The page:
I made this quick little illustration after being inspired by yesterday's Nobel Prize announcement. What I love about nature's solution to oxygen sensing is that we make a protein nonstop just to promptly and unceremoniously destroy it, trading this apparent wastefulness for the opportunity to react at a moment's notice to a lack of oxygen. This makes sense considering that oxygen is, obviously, crucial for life. So when oxygen is abundant, an oxygen-containing tag is added to HIP1alpha, which triggers VHL to target it for destruction. When oxygen levels drop, the tag cannot be added and so VHL doesn’t recognize it. HIP1alpha then stealthily travels to the nucleus where it turns on genes that effectively sound the alarm bells, increasing red blood cell production and more. Many thanks and congratulations to Dr. Kaelin, Dr. Ratcliffe and Dr. Semenza for uncovering nature's exquisite solution to responding to a lack of oxygen.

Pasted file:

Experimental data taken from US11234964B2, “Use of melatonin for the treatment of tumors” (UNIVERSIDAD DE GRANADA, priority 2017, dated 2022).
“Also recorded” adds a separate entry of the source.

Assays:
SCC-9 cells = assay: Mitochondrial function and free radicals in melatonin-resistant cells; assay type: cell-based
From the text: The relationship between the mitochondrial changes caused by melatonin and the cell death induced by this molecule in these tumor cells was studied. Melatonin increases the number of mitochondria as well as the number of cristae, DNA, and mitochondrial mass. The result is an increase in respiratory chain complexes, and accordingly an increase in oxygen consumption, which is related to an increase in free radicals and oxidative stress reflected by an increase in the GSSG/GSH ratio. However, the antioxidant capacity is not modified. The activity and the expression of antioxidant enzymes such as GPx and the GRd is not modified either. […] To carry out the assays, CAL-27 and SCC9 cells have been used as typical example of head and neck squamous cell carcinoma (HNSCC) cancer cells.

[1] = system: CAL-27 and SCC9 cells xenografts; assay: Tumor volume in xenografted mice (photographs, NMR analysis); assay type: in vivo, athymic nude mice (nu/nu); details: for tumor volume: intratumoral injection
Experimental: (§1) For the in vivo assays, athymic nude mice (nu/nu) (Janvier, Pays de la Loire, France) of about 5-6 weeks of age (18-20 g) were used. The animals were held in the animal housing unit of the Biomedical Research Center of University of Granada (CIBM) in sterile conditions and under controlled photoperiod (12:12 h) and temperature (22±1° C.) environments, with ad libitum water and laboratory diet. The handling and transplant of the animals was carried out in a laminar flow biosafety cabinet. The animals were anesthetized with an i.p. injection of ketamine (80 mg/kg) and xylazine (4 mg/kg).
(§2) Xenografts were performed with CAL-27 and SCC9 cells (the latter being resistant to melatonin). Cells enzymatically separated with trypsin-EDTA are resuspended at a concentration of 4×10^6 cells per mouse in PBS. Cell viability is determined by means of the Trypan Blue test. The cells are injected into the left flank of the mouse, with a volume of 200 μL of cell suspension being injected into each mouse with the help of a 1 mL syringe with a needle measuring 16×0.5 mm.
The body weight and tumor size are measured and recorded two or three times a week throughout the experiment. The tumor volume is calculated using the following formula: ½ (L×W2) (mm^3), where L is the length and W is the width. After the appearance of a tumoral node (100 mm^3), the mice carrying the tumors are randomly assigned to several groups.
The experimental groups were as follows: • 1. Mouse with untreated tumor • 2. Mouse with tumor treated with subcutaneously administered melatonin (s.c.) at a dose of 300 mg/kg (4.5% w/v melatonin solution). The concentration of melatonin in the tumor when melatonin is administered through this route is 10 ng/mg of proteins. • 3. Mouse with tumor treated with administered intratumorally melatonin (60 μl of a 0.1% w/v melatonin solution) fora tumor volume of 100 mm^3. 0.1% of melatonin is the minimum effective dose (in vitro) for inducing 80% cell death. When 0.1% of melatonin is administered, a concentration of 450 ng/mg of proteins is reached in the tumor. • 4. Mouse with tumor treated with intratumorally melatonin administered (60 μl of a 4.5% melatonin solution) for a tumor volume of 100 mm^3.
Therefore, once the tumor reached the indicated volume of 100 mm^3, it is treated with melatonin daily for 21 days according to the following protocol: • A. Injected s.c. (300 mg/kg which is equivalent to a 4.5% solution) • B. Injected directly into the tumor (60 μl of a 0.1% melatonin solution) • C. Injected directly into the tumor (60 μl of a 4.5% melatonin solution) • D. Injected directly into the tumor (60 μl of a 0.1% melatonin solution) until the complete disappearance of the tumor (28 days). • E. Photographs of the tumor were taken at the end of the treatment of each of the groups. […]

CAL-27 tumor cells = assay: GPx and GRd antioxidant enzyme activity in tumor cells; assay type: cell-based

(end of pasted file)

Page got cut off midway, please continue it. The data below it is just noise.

It is a rare treat to get the opportunity to honor a truly remarkable person who has incidentally played a role in your own story. Cathy Drennan was not only a cheerfully supportive member of my thesis committee when I was a graduate student, she was also one of my earliest clients. In 2011, when I was still teaching and getting O’Reilly Science Art off the ground, she hired me to make several illustrations for her HHMI-funded teacher training materials on diversity and stereotype threat. That led to another project creating graphics and animations for her Behind the Scenes at MIT project, a series of 2-minute videos featuring an MIT grad student, post doc or professor describing their research at a level that could be understood by freshman chemistry students. This project was a huge boon to my early career and perfectly dovetailed with my day job of teaching general chemistry to college freshmen.